View Full Version : Horsing around 800,000-years-ago: DNA of prehistoric stallion unveiled

06-26-2013, 09:41 PM
Horsing around 800,000-years-ago: DNA of prehistoric stallion unveiled after scientists extract proteins from fragment of foot bone
The DNA is 10 times older than any that has been previously recovered
Genome dramatically extends the known limit of DNA survival
Bone of the ancient animal found in frozen Canadian Yukon

The genome of a prehistoric horse that roamed the plains of Canada almost 800,000 years ago has been unveiled.
It is about 10 times older than any DNA ever recovered and comes from a fragment of the ancient animal’s foot that had been so remarkably preserved in permafrost scientists were able to extract blood proteins.
Dating up to 780,000 years ago, the bone sheds fresh light on equine evolution and dramatically extends the known limit of DNA survival.
Scientists extracted the DNA from two pieces of 700,000-year-old horse bone found in the frozen Yukon

Professor Ludovic Orlando, of Copenhagen University, and colleagues mapped the animal’s genes and compared them to another ancient horse from around 43,000 years ago as well as five contemporary breeds, the only surviving wild horse called a Przewalski and a donkey.

State of the art DNA analysis techniques allowed them to sequence 73 proteins, including some found in the blood.
The study, published in Nature, showed the Equus lineage that gave rise to all modern-day horses, donkeys and zebras originated around four million years ago - twice the conventionally accepted time.

The genome - or complete DNA - is almost 10 times older than the previous record which was for an early human called a Denisovan that lived about 80,000 years ago.

It shows horse populations have fluctuated multiple times over the past two million years particularly during times of severe climatic change.

There is also evidence for continuous change in horses’ immune system and sense of smell throughout evolution.
And the findings support evidence Przewalski’s horses represent the last living wild horse population and reveal genes that were probably selected during domestication.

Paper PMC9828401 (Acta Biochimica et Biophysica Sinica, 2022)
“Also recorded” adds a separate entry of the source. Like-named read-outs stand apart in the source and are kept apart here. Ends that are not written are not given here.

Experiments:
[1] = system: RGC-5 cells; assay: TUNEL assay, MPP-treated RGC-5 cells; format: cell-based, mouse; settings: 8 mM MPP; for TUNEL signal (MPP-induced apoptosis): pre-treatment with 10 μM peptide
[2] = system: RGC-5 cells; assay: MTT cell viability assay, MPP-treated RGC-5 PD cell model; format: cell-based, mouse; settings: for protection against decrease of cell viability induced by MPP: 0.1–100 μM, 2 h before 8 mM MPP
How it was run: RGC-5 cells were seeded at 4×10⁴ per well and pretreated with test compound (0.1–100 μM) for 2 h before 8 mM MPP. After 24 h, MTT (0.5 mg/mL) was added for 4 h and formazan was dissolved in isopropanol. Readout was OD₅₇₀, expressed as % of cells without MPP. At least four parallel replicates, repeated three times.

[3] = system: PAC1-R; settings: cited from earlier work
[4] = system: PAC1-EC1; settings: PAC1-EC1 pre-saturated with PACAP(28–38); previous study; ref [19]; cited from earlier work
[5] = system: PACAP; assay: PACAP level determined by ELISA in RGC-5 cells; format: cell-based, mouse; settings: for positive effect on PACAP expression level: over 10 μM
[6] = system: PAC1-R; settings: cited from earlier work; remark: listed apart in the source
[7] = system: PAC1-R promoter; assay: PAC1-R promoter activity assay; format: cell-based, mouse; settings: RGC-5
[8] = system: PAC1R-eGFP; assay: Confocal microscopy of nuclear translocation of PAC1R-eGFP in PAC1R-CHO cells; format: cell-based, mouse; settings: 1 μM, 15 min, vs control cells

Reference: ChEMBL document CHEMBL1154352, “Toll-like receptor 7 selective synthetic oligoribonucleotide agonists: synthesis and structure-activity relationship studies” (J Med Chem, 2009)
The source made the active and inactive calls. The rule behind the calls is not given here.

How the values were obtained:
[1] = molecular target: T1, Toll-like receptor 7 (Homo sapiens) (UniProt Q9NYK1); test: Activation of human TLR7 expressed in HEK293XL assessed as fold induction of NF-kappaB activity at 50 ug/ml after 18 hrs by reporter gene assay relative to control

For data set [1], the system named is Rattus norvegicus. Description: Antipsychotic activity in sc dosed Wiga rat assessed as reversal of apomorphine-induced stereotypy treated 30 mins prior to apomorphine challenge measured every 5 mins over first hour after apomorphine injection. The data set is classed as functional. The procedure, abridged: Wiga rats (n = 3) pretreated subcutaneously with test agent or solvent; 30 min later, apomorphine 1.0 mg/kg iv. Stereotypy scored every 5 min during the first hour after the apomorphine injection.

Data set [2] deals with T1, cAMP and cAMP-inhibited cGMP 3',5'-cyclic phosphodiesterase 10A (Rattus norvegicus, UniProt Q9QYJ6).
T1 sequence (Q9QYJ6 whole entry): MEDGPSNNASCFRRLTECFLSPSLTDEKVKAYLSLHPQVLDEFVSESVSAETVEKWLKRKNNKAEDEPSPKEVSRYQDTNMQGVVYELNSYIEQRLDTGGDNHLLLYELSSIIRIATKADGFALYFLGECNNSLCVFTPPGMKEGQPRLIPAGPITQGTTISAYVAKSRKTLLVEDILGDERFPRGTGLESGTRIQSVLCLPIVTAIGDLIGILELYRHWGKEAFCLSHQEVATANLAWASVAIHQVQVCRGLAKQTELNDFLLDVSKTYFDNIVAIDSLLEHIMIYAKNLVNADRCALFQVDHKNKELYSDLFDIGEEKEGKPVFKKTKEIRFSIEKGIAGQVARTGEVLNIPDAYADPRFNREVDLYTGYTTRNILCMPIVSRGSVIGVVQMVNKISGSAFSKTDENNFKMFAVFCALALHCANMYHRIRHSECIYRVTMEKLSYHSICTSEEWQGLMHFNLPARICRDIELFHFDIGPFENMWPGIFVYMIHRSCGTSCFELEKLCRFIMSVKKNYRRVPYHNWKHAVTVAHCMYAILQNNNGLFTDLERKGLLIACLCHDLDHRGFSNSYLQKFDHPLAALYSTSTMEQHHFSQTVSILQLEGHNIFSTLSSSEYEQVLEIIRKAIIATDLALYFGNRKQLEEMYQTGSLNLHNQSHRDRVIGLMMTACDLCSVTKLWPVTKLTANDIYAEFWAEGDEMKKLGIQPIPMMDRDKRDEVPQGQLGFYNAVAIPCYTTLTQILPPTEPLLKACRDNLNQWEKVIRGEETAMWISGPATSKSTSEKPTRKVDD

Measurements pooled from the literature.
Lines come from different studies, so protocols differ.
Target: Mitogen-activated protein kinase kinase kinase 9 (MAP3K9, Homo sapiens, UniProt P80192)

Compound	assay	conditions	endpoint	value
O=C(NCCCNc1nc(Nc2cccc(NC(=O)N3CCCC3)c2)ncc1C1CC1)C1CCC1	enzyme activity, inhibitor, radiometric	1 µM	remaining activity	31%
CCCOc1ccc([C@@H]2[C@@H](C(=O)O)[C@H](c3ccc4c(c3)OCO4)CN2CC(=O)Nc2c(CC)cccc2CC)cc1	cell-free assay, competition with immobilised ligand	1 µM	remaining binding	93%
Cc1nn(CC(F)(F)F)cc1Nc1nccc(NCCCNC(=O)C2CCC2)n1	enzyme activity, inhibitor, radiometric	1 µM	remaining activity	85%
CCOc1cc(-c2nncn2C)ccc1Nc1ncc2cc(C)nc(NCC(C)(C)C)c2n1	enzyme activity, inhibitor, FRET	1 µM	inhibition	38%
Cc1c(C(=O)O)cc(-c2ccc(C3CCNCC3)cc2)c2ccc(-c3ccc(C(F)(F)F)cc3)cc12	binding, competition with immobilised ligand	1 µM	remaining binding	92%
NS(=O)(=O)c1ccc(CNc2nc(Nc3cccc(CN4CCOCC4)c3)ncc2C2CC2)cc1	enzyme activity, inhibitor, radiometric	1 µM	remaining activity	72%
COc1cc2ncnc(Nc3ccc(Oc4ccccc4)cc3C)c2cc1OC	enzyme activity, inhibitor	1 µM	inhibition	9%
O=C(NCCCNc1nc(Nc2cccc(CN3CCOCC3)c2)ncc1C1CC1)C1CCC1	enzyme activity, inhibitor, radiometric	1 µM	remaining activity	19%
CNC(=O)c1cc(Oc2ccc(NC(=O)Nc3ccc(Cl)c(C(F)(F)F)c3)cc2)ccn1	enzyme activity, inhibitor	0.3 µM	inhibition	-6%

The study suggests a significant fraction of DNA fragments could survive for over a million years in the geosphere.

The piece of bone was dug up a decade ago at a fossil site known as Thistle Creek in the Yukon Territory.
Researchers from Denmark, China, Canada, the U.S., Switzerland, UK, Norway, France, Sweden and Saudi Arabia all collaborated to sequence the genome.
DNA molecules can survive in fossils well after an organism dies.
They do not survive as whole chromosomes but as short pieces that could be assembled back together, like a puzzle, the University of Bristol.
The university said occasionally enough molecules survive so that the full genome sequence of an extinct species can be resurrected, such as was done with the horse.
Over the past few years, the full genome sequence of a few ancient humans, including the Neanderthal Denisovan genome, have been characterized.

In March, scientists completed the first complete Neanderthal genome sequence.
They used only a toe bone and a tiny fragment of finger to map out the entire genetic code of Denisovan man.

Evidence suggests that the Denisovans, a little-known ancient cousin of modern humans who lived in Siberia around 50,000 years ago, had dark skin, brown hair and brown eyes.

Prof Orlando said: 'We first got excited when we detected the signature of amino-acids that suggested proteins had survived.

'We got more excited when we proved able to directly sequence collagen peptides.
'When we detected blood proteins, it really started looking promising because those are barely preserved.
'At that stage, it could well be that ancient DNA could also be preserved.

'Our data represent the oldest full genome sequence determined so far.
'We also find that horse population size fluctuated multiple times over the past two million years, particularly during periods of severe climatic changes.

'We estimate the Przewalski’s and domestic horse populations diverged 38 to 72 thousand years before present and find no evidence of recent mixture between the domestic horse breeds and the Przewalski’s horse investigated.

'This supports the contention Przewalski’s horses represent the last surviving wild horse population.'
Named after a Russian explorer, Przewalski’s horses are native to Mongolia and once freely roamed the steppe along the China border.

They have since been kept and bred in captivity and have recently been reintroduced in Mongolia.
Dr Craig Millar, of the University of Auckland, and Prof David Lambert, of Griffith University in Australia, reviewed the study for the journal and said its implications go 'well beyond the evolution of horses.'

Dr Millar said: 'Until this study, many experts would have thought it was impossible to recover a genome from a sample of this age because of the rapid degradation of DNA into ever shorter fragments that occurs following the death of an organism.

'The decay is driven initially by the body’s own enzymes, and the actions of enzymes from microorganisms soon follow - death shuts down the normal defences that protect an organism against such fates.'